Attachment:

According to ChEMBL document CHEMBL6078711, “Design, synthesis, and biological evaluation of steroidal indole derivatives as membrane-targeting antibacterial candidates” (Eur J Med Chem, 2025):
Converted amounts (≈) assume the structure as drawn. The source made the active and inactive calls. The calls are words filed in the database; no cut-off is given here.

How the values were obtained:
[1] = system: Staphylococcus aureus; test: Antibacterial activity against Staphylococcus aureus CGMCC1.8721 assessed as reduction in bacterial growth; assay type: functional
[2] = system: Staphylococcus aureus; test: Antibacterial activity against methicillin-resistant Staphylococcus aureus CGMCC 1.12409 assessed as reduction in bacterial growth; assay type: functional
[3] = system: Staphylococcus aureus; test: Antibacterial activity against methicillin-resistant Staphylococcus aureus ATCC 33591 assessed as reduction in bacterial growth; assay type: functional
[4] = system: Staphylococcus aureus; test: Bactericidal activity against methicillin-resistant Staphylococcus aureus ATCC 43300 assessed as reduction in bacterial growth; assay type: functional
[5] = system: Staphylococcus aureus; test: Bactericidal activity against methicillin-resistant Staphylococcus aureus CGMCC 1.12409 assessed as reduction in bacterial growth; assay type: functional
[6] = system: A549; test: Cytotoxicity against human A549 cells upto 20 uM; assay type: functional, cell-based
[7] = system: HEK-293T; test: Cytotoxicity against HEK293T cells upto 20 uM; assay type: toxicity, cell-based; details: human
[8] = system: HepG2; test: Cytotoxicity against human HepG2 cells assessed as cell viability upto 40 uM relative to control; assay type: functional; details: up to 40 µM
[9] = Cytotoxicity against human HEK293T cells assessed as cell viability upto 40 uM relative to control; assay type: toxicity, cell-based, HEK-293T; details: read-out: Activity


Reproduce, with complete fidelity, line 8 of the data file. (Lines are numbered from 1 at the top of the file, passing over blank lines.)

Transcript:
[5] = system: Staphylococcus aureus; test: Bactericidal activity against methicillin-resistant Staphylococcus aureus CGMCC 1.12409 assessed as reduction in bacterial growth; assay type: functional